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- DescriptionThis book chronicles the development of criminal law in America, from the beginning of the constitutional era (1789) through the rise of the New Deal order (1939). Elizabeth Dale discusses the changes in criminal law during that period, tracing shifts in policing, law, the courts and punishment. She also analyzes the role that popular justice - lynch mobs, vigilance committees, law-and-order societies and community shunning - played in the development of America's criminal justice system. This book explores the relation between changes in America's criminal justice system and its constitutional order.
- Author BiographyElizabeth Dale currently teaches history and law at the University of Florida. Her research focuses on expressions of popular sovereignty, specifically popular efforts to determine and enforce notions of right and wrong, in constitutional orders. She has written several books including the forthcoming Chicago's Trunk Murder: Law and Justice at the Turn of the Century. Her articles have been published in the Law and History Review, the American Historical Review and the Northern Illinois Law Review.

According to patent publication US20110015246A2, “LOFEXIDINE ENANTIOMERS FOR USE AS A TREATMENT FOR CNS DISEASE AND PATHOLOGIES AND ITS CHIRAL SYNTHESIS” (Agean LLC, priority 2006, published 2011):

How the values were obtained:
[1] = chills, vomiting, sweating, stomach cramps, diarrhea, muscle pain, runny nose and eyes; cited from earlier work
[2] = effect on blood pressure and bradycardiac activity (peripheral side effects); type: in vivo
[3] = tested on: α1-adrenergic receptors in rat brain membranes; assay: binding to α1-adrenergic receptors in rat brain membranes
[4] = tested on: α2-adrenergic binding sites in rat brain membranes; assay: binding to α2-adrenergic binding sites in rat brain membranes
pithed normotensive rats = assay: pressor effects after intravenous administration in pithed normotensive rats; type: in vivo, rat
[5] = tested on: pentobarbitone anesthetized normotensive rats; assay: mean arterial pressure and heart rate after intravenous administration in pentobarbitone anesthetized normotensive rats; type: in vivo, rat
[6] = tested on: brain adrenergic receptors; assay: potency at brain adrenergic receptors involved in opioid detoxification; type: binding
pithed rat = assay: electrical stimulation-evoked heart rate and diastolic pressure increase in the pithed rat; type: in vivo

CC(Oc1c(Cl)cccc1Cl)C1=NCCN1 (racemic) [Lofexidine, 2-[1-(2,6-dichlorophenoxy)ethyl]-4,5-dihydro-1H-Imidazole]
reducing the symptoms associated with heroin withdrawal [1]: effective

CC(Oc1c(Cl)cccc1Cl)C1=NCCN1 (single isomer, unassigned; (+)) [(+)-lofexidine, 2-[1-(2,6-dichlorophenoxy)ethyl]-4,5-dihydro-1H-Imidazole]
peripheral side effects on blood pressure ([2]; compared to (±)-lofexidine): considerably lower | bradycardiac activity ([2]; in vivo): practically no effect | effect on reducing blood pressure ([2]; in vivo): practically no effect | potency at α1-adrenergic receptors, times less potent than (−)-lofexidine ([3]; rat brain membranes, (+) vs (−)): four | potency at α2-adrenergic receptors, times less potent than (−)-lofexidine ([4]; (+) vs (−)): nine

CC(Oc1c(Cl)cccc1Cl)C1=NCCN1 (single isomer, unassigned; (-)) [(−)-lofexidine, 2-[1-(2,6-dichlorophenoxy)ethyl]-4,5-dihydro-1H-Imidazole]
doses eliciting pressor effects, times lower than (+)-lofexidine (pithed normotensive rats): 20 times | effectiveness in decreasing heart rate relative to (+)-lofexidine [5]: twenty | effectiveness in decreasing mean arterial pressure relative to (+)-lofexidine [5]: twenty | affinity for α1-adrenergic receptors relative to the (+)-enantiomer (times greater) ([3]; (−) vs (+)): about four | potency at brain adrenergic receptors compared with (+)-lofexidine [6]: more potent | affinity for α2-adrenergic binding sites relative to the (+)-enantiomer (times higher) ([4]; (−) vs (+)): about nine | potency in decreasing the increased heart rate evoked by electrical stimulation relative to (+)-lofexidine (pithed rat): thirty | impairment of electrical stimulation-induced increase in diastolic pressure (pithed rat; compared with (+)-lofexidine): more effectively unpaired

- Author(s)Elizabeth Dale
- PublisherCambridge University Press
- Date of Publication29/08/2011
- SubjectNational Law: Professional
- Series TitleNew Histories of American Law
- Place of PublicationCambridge
- Country of PublicationUnited Kingdom
- ImprintCambridge University Press
- Content Noteblack & white illustrations
- Weight250 g
- Width138 mm
- Height216 mm
- Spine11 mm
- Format DetailsTrade paperback (US)
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